10 Peace-Promoting Activities for Lent
The Justice and Peace Commission (J&P) of the Southern African Catholic Bishops’ Conference (SACBC) have taken various messages from the bishops’ pastoral letter on racism and racial divisions and transformed them into ten activities that can be performed as part of our Lenten observance.
In the 2016 pastoral letter, the SACBC said that “we need to have a candid conversation on racism and its manifestation in order to adequately and seriously address racism and racial divisions”.
This challenges us, as followers of Christ, to play an active role in dismantling racism and fostering racial reconciliation in southern Africa, said J&P director Fr Stan Muyebe OP.
Lent begins this year on February 14 with Ash Wednesday. Easter is on April 1.
As part of Lenten observances this year, J&P suggests these ten activities:
- Make friends with people of different races, ethnicities, and nationalities.
Make a new friendship with at least one person from a different race, ethnic group, or nationality. Remember that “we should refrain from loving only people who are just like ourselves”.
In loving only those who share our racial and ethnic backgrounds, we fall short of fulfilling the demands love which the Gospel calls for.
- Pray for healing and transformation.
On every Friday, say a prayer asking God to heal and transform the difficult racial relationships in our country—as a family, as a parish, as a sodality, as a religious congregation, and as a choir or youth group. Remember that “the task of reconciliation…requires watchfulness and ardent prayer on the part of each” (SACBC Pastoral Letter on Racism).
- Make an apology for your complicity in individual and systemic racism.
During Lent, this year, apologise to at least one person who has been a victim of your racist remarks, jokes and behaviour. Follow the example of our bishops, who themselves have asked for forgiveness: “In humility, as St Peter confessed, we your pastors, prostrate before God and before all who are in pain, ask for forgiveness for our historic complicity with racism in the Church.”
- Work on your prejudices and biases.
Be aware of the prejudices that you hold against people of different races, ethnic groups, and nationalities. Resist stereotyping. Do not generalise.
During Lent this year, judge individuals based on your personal experiences with them and not on how you believe people from a particular racial group, ethnic group or nationality behave.
- Take a stand. Do not remain silent.
Silence is complicity. During Lent this year, speak out and challenge at least one person who makes racist remarks and racist jokes in your family, workplace, religious congregation, school, social media platform, or parish.
- Recognise and resist systemic racism.
Start a conversation in your family about “race, power, and privilege”. Interrogate privilege, including your own. Take a stand against what the bishops termed “economic inequalities present in our society as a result of past racial discriminatory laws and practices”.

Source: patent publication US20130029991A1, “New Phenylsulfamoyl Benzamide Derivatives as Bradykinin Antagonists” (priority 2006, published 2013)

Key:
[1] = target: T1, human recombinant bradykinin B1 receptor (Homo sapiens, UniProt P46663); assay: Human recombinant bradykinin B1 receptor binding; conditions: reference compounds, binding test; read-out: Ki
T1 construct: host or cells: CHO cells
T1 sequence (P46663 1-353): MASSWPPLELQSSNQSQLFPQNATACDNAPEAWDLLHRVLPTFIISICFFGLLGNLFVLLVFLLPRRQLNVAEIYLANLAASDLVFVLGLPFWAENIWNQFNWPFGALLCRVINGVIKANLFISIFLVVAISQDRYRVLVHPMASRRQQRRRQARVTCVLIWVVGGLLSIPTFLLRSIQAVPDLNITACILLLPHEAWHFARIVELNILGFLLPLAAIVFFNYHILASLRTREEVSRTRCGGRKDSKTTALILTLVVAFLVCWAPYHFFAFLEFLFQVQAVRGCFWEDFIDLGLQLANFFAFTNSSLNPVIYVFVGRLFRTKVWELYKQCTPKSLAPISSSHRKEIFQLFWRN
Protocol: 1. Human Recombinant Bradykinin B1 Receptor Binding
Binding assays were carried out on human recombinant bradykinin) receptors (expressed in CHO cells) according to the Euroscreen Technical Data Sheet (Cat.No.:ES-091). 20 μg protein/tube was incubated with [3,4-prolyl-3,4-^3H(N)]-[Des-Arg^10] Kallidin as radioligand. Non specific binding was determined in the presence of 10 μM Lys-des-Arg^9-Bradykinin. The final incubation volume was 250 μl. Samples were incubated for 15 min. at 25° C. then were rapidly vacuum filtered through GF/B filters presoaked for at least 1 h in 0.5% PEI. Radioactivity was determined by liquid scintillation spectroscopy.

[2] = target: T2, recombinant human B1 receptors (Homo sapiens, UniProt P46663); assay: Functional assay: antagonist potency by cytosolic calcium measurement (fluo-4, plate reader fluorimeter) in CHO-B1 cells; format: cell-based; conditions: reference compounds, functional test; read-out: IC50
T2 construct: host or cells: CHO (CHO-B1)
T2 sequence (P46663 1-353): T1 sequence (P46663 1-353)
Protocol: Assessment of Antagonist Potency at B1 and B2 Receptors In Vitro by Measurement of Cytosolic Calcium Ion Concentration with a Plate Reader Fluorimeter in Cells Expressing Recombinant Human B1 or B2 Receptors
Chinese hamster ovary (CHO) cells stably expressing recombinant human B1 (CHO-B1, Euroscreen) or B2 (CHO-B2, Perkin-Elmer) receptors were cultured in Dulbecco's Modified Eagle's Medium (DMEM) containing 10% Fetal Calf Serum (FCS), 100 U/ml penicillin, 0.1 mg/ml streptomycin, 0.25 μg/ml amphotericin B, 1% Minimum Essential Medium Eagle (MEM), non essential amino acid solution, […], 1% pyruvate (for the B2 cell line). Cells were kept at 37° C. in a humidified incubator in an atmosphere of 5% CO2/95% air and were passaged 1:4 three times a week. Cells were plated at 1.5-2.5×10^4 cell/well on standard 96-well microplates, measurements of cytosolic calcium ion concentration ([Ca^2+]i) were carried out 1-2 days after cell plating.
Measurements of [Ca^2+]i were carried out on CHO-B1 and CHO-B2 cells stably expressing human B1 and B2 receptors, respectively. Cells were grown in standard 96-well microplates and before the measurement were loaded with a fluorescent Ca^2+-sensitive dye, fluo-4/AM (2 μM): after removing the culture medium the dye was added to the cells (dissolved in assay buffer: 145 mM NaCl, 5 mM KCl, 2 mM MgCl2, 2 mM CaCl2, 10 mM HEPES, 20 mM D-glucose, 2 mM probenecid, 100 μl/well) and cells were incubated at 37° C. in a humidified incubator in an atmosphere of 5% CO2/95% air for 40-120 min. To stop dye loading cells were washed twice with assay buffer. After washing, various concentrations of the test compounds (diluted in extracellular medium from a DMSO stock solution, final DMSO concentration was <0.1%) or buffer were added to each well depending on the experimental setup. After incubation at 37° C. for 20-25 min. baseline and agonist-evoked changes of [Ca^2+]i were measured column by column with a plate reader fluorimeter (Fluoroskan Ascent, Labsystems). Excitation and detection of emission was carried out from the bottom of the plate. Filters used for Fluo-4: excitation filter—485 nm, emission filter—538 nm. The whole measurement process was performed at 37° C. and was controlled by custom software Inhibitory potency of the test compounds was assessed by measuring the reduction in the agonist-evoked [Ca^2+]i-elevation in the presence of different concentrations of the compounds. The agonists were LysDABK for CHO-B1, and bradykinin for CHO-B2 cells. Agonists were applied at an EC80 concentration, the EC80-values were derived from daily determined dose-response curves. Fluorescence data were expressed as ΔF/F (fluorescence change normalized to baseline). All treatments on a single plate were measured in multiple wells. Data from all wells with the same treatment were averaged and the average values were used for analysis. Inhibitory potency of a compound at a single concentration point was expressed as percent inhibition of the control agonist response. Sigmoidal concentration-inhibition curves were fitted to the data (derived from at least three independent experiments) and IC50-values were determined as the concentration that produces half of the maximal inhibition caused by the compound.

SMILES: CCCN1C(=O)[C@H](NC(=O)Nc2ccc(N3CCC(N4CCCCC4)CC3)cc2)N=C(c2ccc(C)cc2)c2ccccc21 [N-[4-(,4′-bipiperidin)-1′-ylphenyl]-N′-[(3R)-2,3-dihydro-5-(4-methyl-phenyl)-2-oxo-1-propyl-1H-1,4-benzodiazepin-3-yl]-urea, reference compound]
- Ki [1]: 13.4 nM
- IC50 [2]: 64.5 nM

- Address racial tensions in farming areas.
In rural communities where there are commercial farms, work with those of different races to tackle the following problems: the killing of white farmers, as well as the unfair living and working conditions of black farm workers.
- Receive the sacrament of reconciliation at least once during the Lenten Season.
Repent and ask God’s forgiveness for your complicity in the sin of racism and racial divisions. Remember that, as the bishops said, “while reaching out to one another, in open and honest dialogue, the Sacrament of Reconciliation becomes especially important and meaningful because through it we come in our sinfulness to our all merciful Father for healing and forgiveness”.
- Take part in at least one group discussion on racism.
Make sure that your Small Christian Community, parish, religious congregation, sodality, choir group or youth group organise at least one group discussion on racism.
“We realise that this is not an easy conversation, one that many of us may prefer to avoid,” the bishops said. “Our invitation to such a dialogue may in itself evoke a range of emotions, including self-justification and self-righteous feelings; or, guilt and denial; on the other hand, feelings of anger and sadness. Dialogue, rational and respectful, is necessary so that we open ourselves to receive God’s healing.”
- Become a bridge-builder in your parish, workplace, and neighbourhood.
Where there are divisions based on race, ethnicity or nationality, step up and play the role of a mediator. Build bridges of hope and tolerance. Destroy the walls of fear and anger.
Efforts at racial reconciliation within our parishes, workplaces, and communities should be grounded on the need to restore hope and justice.